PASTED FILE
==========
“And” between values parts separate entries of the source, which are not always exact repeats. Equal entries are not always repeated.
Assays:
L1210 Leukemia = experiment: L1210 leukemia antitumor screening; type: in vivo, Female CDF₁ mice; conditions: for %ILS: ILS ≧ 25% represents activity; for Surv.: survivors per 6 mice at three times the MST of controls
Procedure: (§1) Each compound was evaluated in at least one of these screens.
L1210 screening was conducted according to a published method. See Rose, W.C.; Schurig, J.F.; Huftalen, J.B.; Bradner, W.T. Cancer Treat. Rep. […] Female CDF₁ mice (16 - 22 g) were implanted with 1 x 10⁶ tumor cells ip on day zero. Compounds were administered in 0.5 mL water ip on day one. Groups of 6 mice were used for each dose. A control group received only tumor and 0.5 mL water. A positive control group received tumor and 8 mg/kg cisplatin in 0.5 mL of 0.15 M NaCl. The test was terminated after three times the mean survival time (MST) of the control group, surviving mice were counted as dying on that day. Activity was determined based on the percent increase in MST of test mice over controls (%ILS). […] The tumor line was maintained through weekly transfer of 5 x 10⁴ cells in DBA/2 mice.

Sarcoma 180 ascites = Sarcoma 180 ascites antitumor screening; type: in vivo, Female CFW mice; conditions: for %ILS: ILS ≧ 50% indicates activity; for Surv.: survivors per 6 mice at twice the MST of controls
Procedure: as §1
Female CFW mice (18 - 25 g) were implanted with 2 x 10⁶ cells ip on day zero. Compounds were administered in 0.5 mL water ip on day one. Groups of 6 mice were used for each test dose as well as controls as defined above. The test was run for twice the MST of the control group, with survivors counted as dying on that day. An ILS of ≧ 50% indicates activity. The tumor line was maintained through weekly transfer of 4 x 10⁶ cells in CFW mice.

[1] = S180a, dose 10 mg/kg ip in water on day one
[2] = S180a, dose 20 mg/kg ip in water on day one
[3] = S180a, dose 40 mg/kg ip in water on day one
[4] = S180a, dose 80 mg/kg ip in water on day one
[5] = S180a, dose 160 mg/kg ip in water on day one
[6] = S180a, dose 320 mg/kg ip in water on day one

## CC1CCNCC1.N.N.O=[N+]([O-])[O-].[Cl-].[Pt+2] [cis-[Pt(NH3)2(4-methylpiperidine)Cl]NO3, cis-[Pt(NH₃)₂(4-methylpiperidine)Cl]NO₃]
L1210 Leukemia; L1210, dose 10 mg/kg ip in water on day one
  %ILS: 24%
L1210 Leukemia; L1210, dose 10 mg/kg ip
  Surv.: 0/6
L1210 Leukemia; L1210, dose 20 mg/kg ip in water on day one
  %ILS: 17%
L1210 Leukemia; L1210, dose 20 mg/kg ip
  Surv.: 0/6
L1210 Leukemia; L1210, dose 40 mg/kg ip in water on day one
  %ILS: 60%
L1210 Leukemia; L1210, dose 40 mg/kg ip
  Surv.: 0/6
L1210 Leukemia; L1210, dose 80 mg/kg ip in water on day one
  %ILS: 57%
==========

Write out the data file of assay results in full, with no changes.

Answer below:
“And” between values parts separate entries of the source, which are not always exact repeats. Equal entries are not always repeated.
Assays:
L1210 Leukemia = experiment: L1210 leukemia antitumor screening; type: in vivo, Female CDF₁ mice; conditions: for %ILS: ILS ≧ 25% represents activity; for Surv.: survivors per 6 mice at three times the MST of controls
Procedure: (§1) Each compound was evaluated in at least one of these screens.
L1210 screening was conducted according to a published method. See Rose, W.C.; Schurig, J.F.; Huftalen, J.B.; Bradner, W.T. Cancer Treat. Rep. […] Female CDF₁ mice (16 - 22 g) were implanted with 1 x 10⁶ tumor cells ip on day zero. Compounds were administered in 0.5 mL water ip on day one. Groups of 6 mice were used for each dose. A control group received only tumor and 0.5 mL water. A positive control group received tumor and 8 mg/kg cisplatin in 0.5 mL of 0.15 M NaCl. The test was terminated after three times the mean survival time (MST) of the control group, surviving mice were counted as dying on that day. Activity was determined based on the percent increase in MST of test mice over controls (%ILS). […] The tumor line was maintained through weekly transfer of 5 x 10⁴ cells in DBA/2 mice.

Sarcoma 180 ascites = Sarcoma 180 ascites antitumor screening; type: in vivo, Female CFW mice; conditions: for %ILS: ILS ≧ 50% indicates activity; for Surv.: survivors per 6 mice at twice the MST of controls
Procedure: as §1
Female CFW mice (18 - 25 g) were implanted with 2 x 10⁶ cells ip on day zero. Compounds were administered in 0.5 mL water ip on day one. Groups of 6 mice were used for each test dose as well as controls as defined above. The test was run for twice the MST of the control group, with survivors counted as dying on that day. An ILS of ≧ 50% indicates activity. The tumor line was maintained through weekly transfer of 4 x 10⁶ cells in CFW mice.

[1] = S180a, dose 10 mg/kg ip in water on day one
[2] = S180a, dose 20 mg/kg ip in water on day one
[3] = S180a, dose 40 mg/kg ip in water on day one
[4] = S180a, dose 80 mg/kg ip in water on day one
[5] = S180a, dose 160 mg/kg ip in water on day one
[6] = S180a, dose 320 mg/kg ip in water on day one

## CC1CCNCC1.N.N.O=[N+]([O-])[O-].[Cl-].[Pt+2] [cis-[Pt(NH3)2(4-methylpiperidine)Cl]NO3, cis-[Pt(NH₃)₂(4-methylpiperidine)Cl]NO₃]
L1210 Leukemia; L1210, dose 10 mg/kg ip in water on day one
  %ILS: 24%
L1210 Leukemia; L1210, dose 10 mg/kg ip
  Surv.: 0/6
L1210 Leukemia; L1210, dose 20 mg/kg ip in water on day one
  %ILS: 17%
L1210 Leukemia; L1210, dose 20 mg/kg ip
  Surv.: 0/6
L1210 Leukemia; L1210, dose 40 mg/kg ip in water on day one
  %ILS: 60%
L1210 Leukemia; L1210, dose 40 mg/kg ip
  Surv.: 0/6
L1210 Leukemia; L1210, dose 80 mg/kg ip in water on day one
  %ILS: 57%